Most sprains are minor and heal easily with some rest and ice but it doesn’t mean that you can ignore them indefinitely. If the pain and swelling persists even after taking all measures then it is recommended to see a doctor. Ankle sprains, if left untreated, can weaken your ankle over time. If you suffer from repeated sprains then they can lead to end-stage ankle damage like arthritis. Early onset ankle arthritis can lead to ankle deformity with permanent pain and the potential to prematurely end a sporting career.
If excessive and repetitive stress is applied to your feet then it could cause microscopic damage to your bones. Usually, fractures occur due to a traumatic event but stress fractures occur due to the repetitive impact piled up over time. When you exercise or practice too often then your bones and their supporting muscles do not get enough time to heal. Doing this frequently may cause small cracks in your bones.
Another reason for stress fractures could be a sudden change in your level of physical activity such as a sudden increase in your workout and training sessions.
Mostly stress features are seen in the following
Altough most stress fractures recover over time, many athletes have had to take ‘significant time-off’ due to stress fractures. Some of them have been unable to recover and make a comeback as their performance wasn’t as effective as it was before the stress fracture.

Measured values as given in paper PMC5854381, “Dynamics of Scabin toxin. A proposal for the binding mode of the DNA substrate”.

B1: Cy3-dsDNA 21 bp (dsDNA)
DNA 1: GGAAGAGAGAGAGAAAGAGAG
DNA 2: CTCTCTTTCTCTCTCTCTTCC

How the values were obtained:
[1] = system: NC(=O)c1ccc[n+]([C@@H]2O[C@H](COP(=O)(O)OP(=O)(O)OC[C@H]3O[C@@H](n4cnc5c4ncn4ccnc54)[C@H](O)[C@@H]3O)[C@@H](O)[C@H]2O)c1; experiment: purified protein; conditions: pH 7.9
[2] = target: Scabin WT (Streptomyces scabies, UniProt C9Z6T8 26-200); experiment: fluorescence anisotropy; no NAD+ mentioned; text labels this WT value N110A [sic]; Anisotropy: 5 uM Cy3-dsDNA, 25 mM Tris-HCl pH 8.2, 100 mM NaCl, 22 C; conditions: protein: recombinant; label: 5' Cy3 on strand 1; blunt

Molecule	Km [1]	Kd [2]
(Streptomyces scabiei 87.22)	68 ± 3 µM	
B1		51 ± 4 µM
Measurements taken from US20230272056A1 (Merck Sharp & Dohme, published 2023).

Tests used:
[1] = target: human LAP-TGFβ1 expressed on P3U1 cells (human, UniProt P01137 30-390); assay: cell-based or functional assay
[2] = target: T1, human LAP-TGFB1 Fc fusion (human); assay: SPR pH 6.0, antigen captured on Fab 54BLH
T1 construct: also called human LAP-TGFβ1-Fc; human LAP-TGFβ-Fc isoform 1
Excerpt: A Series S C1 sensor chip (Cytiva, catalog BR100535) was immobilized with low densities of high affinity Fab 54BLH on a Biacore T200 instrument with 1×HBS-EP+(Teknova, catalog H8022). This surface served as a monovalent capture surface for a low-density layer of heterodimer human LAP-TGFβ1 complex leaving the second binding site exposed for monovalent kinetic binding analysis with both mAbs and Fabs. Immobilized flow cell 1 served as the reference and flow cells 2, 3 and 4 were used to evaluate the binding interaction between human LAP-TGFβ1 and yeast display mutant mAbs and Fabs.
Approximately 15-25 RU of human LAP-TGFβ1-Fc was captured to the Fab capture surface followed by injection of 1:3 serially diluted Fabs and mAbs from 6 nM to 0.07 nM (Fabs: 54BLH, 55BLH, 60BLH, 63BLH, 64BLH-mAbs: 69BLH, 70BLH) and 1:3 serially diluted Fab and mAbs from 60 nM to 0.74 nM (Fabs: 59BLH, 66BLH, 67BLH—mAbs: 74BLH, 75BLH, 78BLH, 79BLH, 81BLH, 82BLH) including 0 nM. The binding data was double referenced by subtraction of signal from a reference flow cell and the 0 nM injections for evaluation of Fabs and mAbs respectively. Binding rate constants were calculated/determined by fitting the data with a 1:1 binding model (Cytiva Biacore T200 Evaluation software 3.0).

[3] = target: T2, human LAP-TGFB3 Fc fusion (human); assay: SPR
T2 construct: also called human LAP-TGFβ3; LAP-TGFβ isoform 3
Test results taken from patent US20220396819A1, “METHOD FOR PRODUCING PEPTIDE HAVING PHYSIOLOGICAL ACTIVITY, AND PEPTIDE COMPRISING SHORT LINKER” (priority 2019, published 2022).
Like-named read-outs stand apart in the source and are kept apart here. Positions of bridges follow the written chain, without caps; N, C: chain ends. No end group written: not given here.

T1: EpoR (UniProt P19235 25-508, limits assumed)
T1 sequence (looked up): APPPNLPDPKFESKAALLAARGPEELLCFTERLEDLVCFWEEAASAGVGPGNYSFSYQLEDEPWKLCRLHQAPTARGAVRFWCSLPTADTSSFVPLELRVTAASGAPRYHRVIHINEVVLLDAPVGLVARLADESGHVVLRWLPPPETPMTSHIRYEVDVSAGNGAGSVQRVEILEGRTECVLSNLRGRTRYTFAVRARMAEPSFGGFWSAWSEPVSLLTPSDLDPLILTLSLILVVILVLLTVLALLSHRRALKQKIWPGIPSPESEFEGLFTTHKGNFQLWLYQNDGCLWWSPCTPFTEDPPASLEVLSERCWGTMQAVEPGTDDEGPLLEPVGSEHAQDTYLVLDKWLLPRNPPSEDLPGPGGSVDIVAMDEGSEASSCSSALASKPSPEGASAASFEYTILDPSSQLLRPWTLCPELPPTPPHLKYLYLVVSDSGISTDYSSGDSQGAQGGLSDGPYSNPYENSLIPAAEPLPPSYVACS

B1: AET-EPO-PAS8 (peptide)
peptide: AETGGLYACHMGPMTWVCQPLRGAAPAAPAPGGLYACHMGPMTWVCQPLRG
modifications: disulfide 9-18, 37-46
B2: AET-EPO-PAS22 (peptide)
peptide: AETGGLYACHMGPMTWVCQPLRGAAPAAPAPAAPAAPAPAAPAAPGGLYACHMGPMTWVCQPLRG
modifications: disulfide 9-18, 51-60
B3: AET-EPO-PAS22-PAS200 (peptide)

Stress fractures are usually small and they develop in your feet over time, but ankle fractures are severe and they often occur as a result of a traumatic injury or impact. Mostly, patients confuse the ankle fractures with ankle sprains but these are two completely different things.
When an ankle fracture occurs, it can result in severe pain, inflammation, bruising, deformity, blistering, or other symptoms. It is a serious condition in which will require care from an orthopedic ankle specialist. If there is a bone coming out from your skin, then it is very important to get medical help immediately.
Ankle fractures affect the alignment of the ankle and therefore the ability of the ankle to function normally. Restoration of this alignment either with a brace/cast or surgery is critical to ensure the ankle function is restored.
Career ending injuries can be a source of stress for many athletes and can impact their performance. If you are an athlete, an injury can be life-changing for you. Sometimes it can result in permanent damage which compromises the ability to return to sport and function on a daily basis. If you love sports and it is your passion then an injury will affect you both professionally, mentally and emotionally.
For professional athletes, the impact of such injuries is much deeper than for a recreational athlete. Not only they have to deal with the pain but their suffering also involves the end of a dream or loss of their identity.Overcoming such injuries is not an easy task but in many cases it is down to a firm and determind midset, a committed and suportive multidisciplinary team of carers and a good treatment regime.